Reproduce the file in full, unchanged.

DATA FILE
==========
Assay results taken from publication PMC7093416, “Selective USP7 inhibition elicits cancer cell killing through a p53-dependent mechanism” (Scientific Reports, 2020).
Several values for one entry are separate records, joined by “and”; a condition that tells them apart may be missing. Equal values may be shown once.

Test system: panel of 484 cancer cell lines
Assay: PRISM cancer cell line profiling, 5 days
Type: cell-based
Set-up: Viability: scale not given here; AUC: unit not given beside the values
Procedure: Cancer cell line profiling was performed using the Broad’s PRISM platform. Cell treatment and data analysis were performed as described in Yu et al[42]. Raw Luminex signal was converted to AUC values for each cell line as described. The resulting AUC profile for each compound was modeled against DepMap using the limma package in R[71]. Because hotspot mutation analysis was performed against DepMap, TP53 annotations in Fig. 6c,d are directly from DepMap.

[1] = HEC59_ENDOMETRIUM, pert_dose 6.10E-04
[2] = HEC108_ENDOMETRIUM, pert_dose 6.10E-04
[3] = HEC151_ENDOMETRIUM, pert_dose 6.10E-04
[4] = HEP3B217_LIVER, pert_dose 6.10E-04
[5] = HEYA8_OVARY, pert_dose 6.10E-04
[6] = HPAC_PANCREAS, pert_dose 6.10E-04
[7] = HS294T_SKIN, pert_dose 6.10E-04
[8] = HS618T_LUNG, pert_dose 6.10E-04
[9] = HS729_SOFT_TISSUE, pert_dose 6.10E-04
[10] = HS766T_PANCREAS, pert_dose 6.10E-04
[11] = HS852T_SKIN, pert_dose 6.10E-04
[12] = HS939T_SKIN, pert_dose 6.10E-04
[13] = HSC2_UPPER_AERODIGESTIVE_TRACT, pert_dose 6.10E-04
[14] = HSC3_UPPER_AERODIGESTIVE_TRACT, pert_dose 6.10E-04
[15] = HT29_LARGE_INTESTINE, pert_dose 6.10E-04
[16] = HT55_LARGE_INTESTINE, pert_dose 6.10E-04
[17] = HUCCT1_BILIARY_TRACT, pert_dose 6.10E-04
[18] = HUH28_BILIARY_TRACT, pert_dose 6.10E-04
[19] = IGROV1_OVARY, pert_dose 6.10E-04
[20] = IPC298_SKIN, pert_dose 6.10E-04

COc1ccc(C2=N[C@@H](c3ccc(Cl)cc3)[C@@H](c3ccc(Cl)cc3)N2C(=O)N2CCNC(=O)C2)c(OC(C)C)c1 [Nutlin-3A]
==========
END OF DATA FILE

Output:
Assay results taken from publication PMC7093416, “Selective USP7 inhibition elicits cancer cell killing through a p53-dependent mechanism” (Scientific Reports, 2020).
Several values for one entry are separate records, joined by “and”; a condition that tells them apart may be missing. Equal values may be shown once.

Test system: panel of 484 cancer cell lines
Assay: PRISM cancer cell line profiling, 5 days
Type: cell-based
Set-up: Viability: scale not given here; AUC: unit not given beside the values
Procedure: Cancer cell line profiling was performed using the Broad’s PRISM platform. Cell treatment and data analysis were performed as described in Yu et al[42]. Raw Luminex signal was converted to AUC values for each cell line as described. The resulting AUC profile for each compound was modeled against DepMap using the limma package in R[71]. Because hotspot mutation analysis was performed against DepMap, TP53 annotations in Fig. 6c,d are directly from DepMap.

[1] = HEC59_ENDOMETRIUM, pert_dose 6.10E-04
[2] = HEC108_ENDOMETRIUM, pert_dose 6.10E-04
[3] = HEC151_ENDOMETRIUM, pert_dose 6.10E-04
[4] = HEP3B217_LIVER, pert_dose 6.10E-04
[5] = HEYA8_OVARY, pert_dose 6.10E-04
[6] = HPAC_PANCREAS, pert_dose 6.10E-04
[7] = HS294T_SKIN, pert_dose 6.10E-04
[8] = HS618T_LUNG, pert_dose 6.10E-04
[9] = HS729_SOFT_TISSUE, pert_dose 6.10E-04
[10] = HS766T_PANCREAS, pert_dose 6.10E-04
[11] = HS852T_SKIN, pert_dose 6.10E-04
[12] = HS939T_SKIN, pert_dose 6.10E-04
[13] = HSC2_UPPER_AERODIGESTIVE_TRACT, pert_dose 6.10E-04
[14] = HSC3_UPPER_AERODIGESTIVE_TRACT, pert_dose 6.10E-04
[15] = HT29_LARGE_INTESTINE, pert_dose 6.10E-04
[16] = HT55_LARGE_INTESTINE, pert_dose 6.10E-04
[17] = HUCCT1_BILIARY_TRACT, pert_dose 6.10E-04
[18] = HUH28_BILIARY_TRACT, pert_dose 6.10E-04
[19] = IGROV1_OVARY, pert_dose 6.10E-04
[20] = IPC298_SKIN, pert_dose 6.10E-04

COc1ccc(C2=N[C@@H](c3ccc(Cl)cc3)[C@@H](c3ccc(Cl)cc3)N2C(=O)N2CCNC(=O)C2)c(OC(C)C)c1 [Nutlin-3A]